The Sexual Politics of Meat: A Feminist-Vegetarian Critical Theory is a 1990 book written by Carol J. Adams, in which she develops her Vegetarian-Feminist, Pacifist, intersectional critical theory. The book was first written as an essay for a college course taught by Mary Daly and includes material such as interviews from vegetarian feminists in the Boston-Cambridge area. The Sexual Politics of Meat has been translated into nine languages and re-published for its 25th anniversary edition as a part of the Bloomsbury Revelations series.
The book is composed of three parts, "The Patriarchal Texts of Meat", "From the Belly of Zeus", and "Eat Rice, Have Faith in Women", as well as an epilogue entitled "Destabilizing Patriarchal Consumption". In these sections Adams looks at the connections between as well as the comparisons of ingrained cultural misogyny and what Adams sees as an obsession with the consumption of meat and masculinity.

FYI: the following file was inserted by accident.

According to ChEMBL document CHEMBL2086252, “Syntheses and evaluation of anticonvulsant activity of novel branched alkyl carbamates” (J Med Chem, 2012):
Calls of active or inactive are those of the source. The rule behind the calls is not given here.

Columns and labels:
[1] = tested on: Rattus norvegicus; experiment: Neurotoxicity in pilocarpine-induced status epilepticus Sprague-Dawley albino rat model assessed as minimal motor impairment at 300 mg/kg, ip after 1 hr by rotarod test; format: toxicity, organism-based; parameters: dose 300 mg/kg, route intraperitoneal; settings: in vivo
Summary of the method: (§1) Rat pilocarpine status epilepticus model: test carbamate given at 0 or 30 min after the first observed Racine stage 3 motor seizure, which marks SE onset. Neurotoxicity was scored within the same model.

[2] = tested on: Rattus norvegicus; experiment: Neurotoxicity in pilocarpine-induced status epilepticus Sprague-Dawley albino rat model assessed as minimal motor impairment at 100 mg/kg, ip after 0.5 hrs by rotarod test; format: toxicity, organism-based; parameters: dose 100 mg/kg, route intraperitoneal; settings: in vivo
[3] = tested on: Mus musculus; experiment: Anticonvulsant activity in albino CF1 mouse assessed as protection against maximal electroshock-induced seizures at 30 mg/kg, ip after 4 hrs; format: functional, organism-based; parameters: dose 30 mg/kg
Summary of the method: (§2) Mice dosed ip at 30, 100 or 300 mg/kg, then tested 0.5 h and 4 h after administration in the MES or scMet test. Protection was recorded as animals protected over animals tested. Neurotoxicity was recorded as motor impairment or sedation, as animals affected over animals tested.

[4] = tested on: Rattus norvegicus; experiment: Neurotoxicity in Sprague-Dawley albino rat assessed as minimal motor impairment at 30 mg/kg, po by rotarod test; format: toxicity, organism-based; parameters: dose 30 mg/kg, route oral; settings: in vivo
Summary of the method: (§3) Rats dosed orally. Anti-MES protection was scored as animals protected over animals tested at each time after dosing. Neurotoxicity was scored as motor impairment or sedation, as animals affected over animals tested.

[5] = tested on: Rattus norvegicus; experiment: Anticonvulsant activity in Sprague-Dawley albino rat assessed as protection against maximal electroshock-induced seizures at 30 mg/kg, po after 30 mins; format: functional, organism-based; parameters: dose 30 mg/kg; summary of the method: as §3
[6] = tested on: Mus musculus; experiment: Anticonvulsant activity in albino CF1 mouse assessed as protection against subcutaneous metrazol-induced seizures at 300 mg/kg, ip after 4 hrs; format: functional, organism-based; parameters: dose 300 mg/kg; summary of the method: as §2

The Sexual Politics of Meat has been reviewed by multiple outlets, which includes the NWSA Journal, Etnofoor, and The Women's Review of Books. In a 2010 article for The Guardian, Nina Power wrote that "It's 20 years since the Sexual Politics of Meat was published, yet it is still as relevant as ever".